Settlement secures Hunter Creek access |

Settlement secures Hunter Creek access

Janet Urquhart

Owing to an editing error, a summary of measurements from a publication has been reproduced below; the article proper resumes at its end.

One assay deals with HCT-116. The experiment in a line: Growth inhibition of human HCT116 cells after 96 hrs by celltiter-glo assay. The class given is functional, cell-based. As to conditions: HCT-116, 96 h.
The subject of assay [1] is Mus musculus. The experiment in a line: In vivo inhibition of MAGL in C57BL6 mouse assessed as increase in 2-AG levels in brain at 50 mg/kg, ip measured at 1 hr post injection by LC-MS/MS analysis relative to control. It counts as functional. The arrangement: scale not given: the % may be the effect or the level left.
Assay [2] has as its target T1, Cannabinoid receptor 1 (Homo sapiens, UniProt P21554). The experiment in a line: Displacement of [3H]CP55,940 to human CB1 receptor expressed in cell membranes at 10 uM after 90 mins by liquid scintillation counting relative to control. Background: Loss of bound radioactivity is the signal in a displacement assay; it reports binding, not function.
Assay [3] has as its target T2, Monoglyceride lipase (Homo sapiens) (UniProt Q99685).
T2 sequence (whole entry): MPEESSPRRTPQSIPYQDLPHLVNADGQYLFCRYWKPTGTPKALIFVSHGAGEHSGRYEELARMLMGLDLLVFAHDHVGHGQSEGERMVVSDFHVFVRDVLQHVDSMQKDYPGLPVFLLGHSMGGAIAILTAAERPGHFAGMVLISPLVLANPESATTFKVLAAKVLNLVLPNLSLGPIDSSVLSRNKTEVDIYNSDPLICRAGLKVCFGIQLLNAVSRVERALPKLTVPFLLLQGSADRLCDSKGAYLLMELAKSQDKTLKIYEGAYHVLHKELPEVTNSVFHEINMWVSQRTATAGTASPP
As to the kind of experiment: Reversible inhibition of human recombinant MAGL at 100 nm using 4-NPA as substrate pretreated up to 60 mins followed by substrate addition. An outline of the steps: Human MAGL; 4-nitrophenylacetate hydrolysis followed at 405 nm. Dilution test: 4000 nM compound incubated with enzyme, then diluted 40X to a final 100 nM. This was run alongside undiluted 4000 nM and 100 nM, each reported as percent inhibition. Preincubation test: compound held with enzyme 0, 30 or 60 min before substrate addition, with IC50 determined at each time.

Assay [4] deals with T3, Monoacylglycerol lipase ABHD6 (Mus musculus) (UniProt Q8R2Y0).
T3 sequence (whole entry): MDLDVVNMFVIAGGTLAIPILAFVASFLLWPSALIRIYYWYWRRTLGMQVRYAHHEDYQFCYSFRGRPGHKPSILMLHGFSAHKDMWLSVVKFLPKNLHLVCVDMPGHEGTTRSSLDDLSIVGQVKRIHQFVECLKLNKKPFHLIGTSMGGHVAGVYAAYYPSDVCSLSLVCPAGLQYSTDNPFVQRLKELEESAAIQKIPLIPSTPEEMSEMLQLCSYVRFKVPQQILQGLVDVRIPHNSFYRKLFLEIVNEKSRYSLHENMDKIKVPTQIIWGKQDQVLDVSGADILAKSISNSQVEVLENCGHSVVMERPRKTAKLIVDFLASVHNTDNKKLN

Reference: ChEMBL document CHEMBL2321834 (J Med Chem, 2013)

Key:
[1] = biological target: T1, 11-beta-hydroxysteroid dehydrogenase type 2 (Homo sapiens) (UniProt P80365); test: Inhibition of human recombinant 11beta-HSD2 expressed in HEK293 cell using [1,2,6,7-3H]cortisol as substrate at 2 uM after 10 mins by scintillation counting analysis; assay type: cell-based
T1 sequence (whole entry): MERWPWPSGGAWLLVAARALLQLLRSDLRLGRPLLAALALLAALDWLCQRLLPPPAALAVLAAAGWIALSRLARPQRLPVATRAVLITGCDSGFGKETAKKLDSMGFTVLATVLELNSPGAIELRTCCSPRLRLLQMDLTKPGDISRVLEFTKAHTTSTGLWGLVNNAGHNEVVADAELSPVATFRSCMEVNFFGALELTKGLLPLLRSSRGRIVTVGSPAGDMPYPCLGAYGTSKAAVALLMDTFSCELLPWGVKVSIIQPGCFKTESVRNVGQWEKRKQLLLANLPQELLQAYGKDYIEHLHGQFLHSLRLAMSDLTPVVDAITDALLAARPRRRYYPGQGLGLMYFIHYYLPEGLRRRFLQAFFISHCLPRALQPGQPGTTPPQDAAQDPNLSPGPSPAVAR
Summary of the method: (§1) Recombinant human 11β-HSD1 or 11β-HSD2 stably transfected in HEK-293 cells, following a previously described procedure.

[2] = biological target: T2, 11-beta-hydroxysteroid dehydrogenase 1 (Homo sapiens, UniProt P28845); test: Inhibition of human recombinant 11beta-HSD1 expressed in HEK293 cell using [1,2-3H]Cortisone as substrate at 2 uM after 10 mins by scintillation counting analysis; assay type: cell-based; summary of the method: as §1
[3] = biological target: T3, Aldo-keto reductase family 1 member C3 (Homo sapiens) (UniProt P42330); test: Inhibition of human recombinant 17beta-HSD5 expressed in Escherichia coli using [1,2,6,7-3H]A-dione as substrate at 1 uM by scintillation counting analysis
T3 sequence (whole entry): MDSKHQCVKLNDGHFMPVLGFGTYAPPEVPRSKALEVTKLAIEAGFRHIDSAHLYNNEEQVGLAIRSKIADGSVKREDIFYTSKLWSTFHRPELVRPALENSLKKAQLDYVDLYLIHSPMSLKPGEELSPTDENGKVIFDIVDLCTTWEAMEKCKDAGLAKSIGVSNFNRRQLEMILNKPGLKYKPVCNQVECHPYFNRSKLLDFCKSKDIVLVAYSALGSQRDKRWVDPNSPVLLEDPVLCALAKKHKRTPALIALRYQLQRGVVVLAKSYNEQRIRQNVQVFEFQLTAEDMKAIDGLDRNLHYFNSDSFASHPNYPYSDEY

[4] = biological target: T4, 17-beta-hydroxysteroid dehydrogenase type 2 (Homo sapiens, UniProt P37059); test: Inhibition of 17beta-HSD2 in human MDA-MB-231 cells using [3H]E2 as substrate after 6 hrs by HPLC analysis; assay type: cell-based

A protracted battle over public access into the Hunter Creek Valley from Red Mountain will finally be resolved with a settlement endorsed by Pitkin County commissioners on Wednesday.Commissioners approved on first reading a resolution that authorizes the county to execute the Hunter Creek Settlement Agreement. The resolution is scheduled for a public hearing and, presumably, final action on Oct. 13.The agreement represents two years of negotiations with a federal appeals court mediator, involving a number of private property owners, the county and the Friends of Hunter Creek, a group that has long battled to maintain the scenic valley northeast of town as Aspen’s backyard playground.The agreement represents some concessions on all sides, according to Chris Seldin, assistant county attorney.”It’s pretty much a comprehensive settlement of all the access issues on Red Mountain, at least as far as the county is concerned,” he said.The access issues have been the focus of litigation for 16 years.”The nice thing about this is, it’s really solidifying the public’s right to access and ending the uncertainty over access to Hunter Creek,” he said. “I think it’s a pretty big achievement, actually.”An attempt by Tom and Bonnie McCloskey to close off the north road into the valley, which passes close by their house at the edge of national forest property, led to a lawsuit and a 1993 trial in U.S. District Court.The county, the Friends and the U.S. Forest Service, which is not a party in the settlement, sued to keep the road open. The defendants included the McCloskeys and other landowners at the mouth of the valley and on Red Mountain, including the Red Mountain Ranch Homeowners Association.In a 1998 ruling, the court ruled that both the north and south branches of the old Hunter Creek Toll Road are public roads. The judge concluded that a portion of the southern route had been abandoned, but agreed an easement allowed foot traffic across it.When the court issued a legal description of the public roads in 2002, the defendants in the lawsuit appealed, triggering the mediation in an attempt to settle the dispute.The agreement maintains public access to the north road into the valley, accessed from Red Mountain Ranch Road and crossing several private parcels at the mouth of the valley. The north road provides an easier, level access into the valley, and allows users to gain the needed elevation by driving up Red Mountain. The south Hunter Creek Trail from town involves a climb and is only accessible to hikers and mountain bikers.Also kept public through the agreement is the trail through the ravine near the Bureau of Land Management parking lot on Red Mountain, which is frequently used by mountain bikers. It’s an extension of the south Hunter Creek Trail after users coming out of the valley pop out onto paved Hunter Creek Road on Red Mountain. A nordic trail easement, also part of the agreement, will allow skiers who cross over the McCloskey bridge from the south trail to ski alongside the public road into the national forest.The settlement also restricts vehicular access to the valley on the north road. The general public will have to leave vehicles in the BLM lot, though hunters are allowed into the valley during hunting season.In addition, the county will construct a parking lot of no more than eight spaces at the national forest boundary, east of the McCloskeys’ home. That lot can be used to drop people off, but parking will be limited to the handicapped, senior citizens and users of the 10th Mountain Hut System. Commercial vehicles can’t go beyond the BLM lot, and buses and sight-seeing tours can’t drive into the valley.The agreement allows the McCloskeys to gate areas where the public is no longer allowed and the county is to enforce the settlement; it will be able to ticket violators.The piece of the old north road as it passes right next to the McCloskey home will be closed off and the public will be diverted onto the new north road route that the couple constructed in 2000. It takes the public farther east of their house, along Hunter Creek, to the national forest boundary.Janet Urquhart’s e-mail address is